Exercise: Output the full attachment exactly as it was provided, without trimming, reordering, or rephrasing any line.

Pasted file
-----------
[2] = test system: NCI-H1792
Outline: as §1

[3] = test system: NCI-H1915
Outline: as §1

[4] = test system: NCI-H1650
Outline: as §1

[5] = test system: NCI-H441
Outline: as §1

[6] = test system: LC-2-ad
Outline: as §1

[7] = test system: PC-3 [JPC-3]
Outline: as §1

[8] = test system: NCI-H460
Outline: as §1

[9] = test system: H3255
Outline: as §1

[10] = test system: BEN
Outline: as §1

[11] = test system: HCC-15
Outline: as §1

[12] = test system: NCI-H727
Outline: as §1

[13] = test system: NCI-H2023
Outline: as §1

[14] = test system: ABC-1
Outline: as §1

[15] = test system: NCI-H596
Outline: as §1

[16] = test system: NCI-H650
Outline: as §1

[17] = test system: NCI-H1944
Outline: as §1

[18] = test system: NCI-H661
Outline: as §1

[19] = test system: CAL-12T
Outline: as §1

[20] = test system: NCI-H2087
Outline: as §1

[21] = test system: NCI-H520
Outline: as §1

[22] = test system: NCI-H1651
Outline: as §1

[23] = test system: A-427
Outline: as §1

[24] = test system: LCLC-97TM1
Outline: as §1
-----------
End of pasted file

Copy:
[2] = test system: NCI-H1792
Outline: as §1

[3] = test system: NCI-H1915
Outline: as §1

[4] = test system: NCI-H1650
Outline: as §1

[5] = test system: NCI-H441
Outline: as §1

[6] = test system: LC-2-ad
Outline: as §1

[7] = test system: PC-3 [JPC-3]
Outline: as §1

[8] = test system: NCI-H460
Outline: as §1

[9] = test system: H3255
Outline: as §1

[10] = test system: BEN
Outline: as §1

[11] = test system: HCC-15
Outline: as §1

[12] = test system: NCI-H727
Outline: as §1

[13] = test system: NCI-H2023
Outline: as §1

[14] = test system: ABC-1
Outline: as §1

[15] = test system: NCI-H596
Outline: as §1

[16] = test system: NCI-H650
Outline: as §1

[17] = test system: NCI-H1944
Outline: as §1

[18] = test system: NCI-H661
Outline: as §1

[19] = test system: CAL-12T
Outline: as §1

[20] = test system: NCI-H2087
Outline: as §1

[21] = test system: NCI-H520
Outline: as §1

[22] = test system: NCI-H1651
Outline: as §1

[23] = test system: A-427
Outline: as §1

[24] = test system: LCLC-97TM1
Outline: as §1